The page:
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Fintech M&A shows bank disruption stuck in infancy


An upstart online lender buying a bank would have sent shockwaves through the traditional US financial-services industry just three or four years ago. Now such a deal has finally happened, struck by one of the most prominent members of the wannabe interlopers — LendingClub. It did not go down well.

Shareholders initially blew a big raspberry at the company’s $185 million agreed deal for Radius Bancorp: LendingClub shares fell almost 11 per cent on Wednesday morning, even though boss Scott Sanborn reckons the tie-up could add some $80 million a year to pre-tax earnings thanks to benefits like cheaper funding costs.

That would provide much-needed relief for a firm that lost money last year. The stock price had mostly recovered by Friday.

That reaction highlights the bitter reality for the fintech industry. After more than a decade of promise, bank disruption is stuck in its infancy – and not progressing quickly.

LendingClub, for example, extended some $12 billion in loans in 2019, a record for the firm but a blip for incumbents like JPMorgan or Wells Fargo.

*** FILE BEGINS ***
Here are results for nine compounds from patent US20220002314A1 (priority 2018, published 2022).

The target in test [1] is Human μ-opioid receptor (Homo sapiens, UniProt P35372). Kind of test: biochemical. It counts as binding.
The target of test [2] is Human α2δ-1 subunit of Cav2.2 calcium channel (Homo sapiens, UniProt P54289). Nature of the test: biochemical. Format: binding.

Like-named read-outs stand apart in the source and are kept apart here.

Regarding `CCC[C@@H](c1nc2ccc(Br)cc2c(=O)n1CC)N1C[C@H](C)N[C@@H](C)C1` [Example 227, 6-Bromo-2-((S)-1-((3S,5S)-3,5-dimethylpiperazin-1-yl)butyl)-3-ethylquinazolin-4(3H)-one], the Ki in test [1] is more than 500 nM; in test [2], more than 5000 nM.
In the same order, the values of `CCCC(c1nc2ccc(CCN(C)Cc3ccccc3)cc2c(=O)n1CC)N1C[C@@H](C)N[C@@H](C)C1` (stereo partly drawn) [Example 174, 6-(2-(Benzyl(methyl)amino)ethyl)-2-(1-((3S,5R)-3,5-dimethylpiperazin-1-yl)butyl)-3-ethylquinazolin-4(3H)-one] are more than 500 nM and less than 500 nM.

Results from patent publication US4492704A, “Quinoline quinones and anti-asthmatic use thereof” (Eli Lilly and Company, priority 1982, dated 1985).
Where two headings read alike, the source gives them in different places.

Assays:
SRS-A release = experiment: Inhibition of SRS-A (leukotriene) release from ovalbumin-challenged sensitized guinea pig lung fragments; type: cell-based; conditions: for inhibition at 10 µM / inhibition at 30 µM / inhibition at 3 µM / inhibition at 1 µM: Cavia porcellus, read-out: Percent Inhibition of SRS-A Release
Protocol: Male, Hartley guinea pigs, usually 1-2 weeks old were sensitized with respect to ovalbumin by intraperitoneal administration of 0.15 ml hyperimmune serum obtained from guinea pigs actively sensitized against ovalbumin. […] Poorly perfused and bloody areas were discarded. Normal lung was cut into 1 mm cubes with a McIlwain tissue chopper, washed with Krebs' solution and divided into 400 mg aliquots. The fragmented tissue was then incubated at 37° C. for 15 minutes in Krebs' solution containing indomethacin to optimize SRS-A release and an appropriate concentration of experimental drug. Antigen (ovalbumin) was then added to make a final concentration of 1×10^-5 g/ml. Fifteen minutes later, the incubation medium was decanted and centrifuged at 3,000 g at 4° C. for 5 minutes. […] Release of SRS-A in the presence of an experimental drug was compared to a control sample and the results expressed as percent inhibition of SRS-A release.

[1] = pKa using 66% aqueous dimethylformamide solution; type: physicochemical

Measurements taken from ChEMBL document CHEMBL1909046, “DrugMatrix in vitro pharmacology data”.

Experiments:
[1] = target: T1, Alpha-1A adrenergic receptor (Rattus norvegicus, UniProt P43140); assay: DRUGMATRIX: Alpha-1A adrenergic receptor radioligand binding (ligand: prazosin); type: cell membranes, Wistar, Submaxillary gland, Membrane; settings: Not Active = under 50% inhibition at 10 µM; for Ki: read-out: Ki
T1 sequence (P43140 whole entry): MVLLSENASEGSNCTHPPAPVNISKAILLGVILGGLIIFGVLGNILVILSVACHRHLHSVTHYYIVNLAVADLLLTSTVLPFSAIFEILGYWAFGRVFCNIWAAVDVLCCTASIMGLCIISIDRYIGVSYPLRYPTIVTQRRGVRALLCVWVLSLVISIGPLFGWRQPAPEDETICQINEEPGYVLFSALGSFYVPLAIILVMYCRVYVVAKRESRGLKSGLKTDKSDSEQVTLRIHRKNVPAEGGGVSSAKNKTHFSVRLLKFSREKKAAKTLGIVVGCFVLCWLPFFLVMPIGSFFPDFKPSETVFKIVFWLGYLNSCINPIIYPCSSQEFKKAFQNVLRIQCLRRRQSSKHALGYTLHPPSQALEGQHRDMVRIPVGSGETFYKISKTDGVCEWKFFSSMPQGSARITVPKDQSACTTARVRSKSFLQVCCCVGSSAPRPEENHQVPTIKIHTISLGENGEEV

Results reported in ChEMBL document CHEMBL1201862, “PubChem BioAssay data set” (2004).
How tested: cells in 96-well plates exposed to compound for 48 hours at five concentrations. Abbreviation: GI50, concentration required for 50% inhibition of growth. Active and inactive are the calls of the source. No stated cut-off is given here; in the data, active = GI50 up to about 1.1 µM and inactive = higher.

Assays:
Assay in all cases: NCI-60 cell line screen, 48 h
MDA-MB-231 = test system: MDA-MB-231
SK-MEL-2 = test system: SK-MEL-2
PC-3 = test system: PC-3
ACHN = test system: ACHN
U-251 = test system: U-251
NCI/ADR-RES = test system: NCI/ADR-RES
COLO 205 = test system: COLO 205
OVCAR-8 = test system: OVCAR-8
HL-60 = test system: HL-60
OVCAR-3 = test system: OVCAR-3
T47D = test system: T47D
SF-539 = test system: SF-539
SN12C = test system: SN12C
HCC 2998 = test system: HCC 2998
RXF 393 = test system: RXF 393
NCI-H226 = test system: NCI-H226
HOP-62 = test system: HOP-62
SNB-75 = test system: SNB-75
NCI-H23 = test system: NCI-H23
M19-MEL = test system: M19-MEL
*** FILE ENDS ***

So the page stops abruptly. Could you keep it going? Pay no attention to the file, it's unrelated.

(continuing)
Radius, its new partner, is likewise online-only, but with $1.2 billion in deposits the 33-year-old bank is also small fry. Goldman Sachs, by contrast, has grown its deposits in its new consumer business to $60 billion in just over three years.

Plenty of investors are still enthusiastic about new so-called challenger banks and fintech in general, with some $35 billion of venture-capital money finding its way into industry coffers last year, according to research firm CB Insights.

That’s down 15 per cent on a record 2018, when Chinese online payment giant Ant Financial’s $14 billion deal skewed the numbers.

Increasingly, though, banks’ own investment arms, like Citi Ventures, are stumping up a lot of that cash, according Moody’s. A recent survey by the rating agency also tallies at $72 billion the amount of money big banks like JPMorgan invest between them each year in technology. That has given them the upper hand, and they don’t look like they’ll lose it any time soon. — Reuters

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